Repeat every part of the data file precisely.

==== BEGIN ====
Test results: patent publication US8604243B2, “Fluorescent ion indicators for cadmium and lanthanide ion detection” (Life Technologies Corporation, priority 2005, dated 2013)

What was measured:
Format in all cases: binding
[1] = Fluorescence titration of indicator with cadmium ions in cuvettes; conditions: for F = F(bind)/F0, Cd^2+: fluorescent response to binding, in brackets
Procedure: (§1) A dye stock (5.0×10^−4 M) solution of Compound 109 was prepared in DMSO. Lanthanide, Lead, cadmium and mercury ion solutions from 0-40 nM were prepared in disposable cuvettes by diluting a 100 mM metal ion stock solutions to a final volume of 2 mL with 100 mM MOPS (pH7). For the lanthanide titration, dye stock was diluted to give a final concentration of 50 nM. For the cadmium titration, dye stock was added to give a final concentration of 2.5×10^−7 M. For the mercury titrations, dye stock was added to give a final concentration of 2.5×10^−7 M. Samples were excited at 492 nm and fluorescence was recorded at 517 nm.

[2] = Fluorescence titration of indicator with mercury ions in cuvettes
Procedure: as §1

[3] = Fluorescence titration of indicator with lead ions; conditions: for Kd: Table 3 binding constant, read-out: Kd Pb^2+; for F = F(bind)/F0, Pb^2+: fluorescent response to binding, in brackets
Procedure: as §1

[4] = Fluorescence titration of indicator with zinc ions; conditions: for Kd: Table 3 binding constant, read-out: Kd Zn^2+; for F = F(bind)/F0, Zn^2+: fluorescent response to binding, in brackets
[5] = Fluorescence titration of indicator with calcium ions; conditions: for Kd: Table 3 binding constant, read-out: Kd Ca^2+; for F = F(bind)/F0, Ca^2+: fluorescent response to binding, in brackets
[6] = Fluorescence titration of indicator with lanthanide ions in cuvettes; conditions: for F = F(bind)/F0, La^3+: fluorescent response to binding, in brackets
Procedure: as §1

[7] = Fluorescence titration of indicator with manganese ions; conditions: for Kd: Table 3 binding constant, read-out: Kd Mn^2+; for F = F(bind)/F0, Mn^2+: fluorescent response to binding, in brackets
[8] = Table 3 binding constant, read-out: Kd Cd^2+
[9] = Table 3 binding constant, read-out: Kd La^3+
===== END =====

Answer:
Test results: patent publication US8604243B2, “Fluorescent ion indicators for cadmium and lanthanide ion detection” (Life Technologies Corporation, priority 2005, dated 2013)

What was measured:
Format in all cases: binding
[1] = Fluorescence titration of indicator with cadmium ions in cuvettes; conditions: for F = F(bind)/F0, Cd^2+: fluorescent response to binding, in brackets
Procedure: (§1) A dye stock (5.0×10^−4 M) solution of Compound 109 was prepared in DMSO. Lanthanide, Lead, cadmium and mercury ion solutions from 0-40 nM were prepared in disposable cuvettes by diluting a 100 mM metal ion stock solutions to a final volume of 2 mL with 100 mM MOPS (pH7). For the lanthanide titration, dye stock was diluted to give a final concentration of 50 nM. For the cadmium titration, dye stock was added to give a final concentration of 2.5×10^−7 M. For the mercury titrations, dye stock was added to give a final concentration of 2.5×10^−7 M. Samples were excited at 492 nm and fluorescence was recorded at 517 nm.

[2] = Fluorescence titration of indicator with mercury ions in cuvettes
Procedure: as §1

[3] = Fluorescence titration of indicator with lead ions; conditions: for Kd: Table 3 binding constant, read-out: Kd Pb^2+; for F = F(bind)/F0, Pb^2+: fluorescent response to binding, in brackets
Procedure: as §1

[4] = Fluorescence titration of indicator with zinc ions; conditions: for Kd: Table 3 binding constant, read-out: Kd Zn^2+; for F = F(bind)/F0, Zn^2+: fluorescent response to binding, in brackets
[5] = Fluorescence titration of indicator with calcium ions; conditions: for Kd: Table 3 binding constant, read-out: Kd Ca^2+; for F = F(bind)/F0, Ca^2+: fluorescent response to binding, in brackets
[6] = Fluorescence titration of indicator with lanthanide ions in cuvettes; conditions: for F = F(bind)/F0, La^3+: fluorescent response to binding, in brackets
Procedure: as §1

[7] = Fluorescence titration of indicator with manganese ions; conditions: for Kd: Table 3 binding constant, read-out: Kd Mn^2+; for F = F(bind)/F0, Mn^2+: fluorescent response to binding, in brackets
[8] = Table 3 binding constant, read-out: Kd Cd^2+
[9] = Table 3 binding constant, read-out: Kd La^3+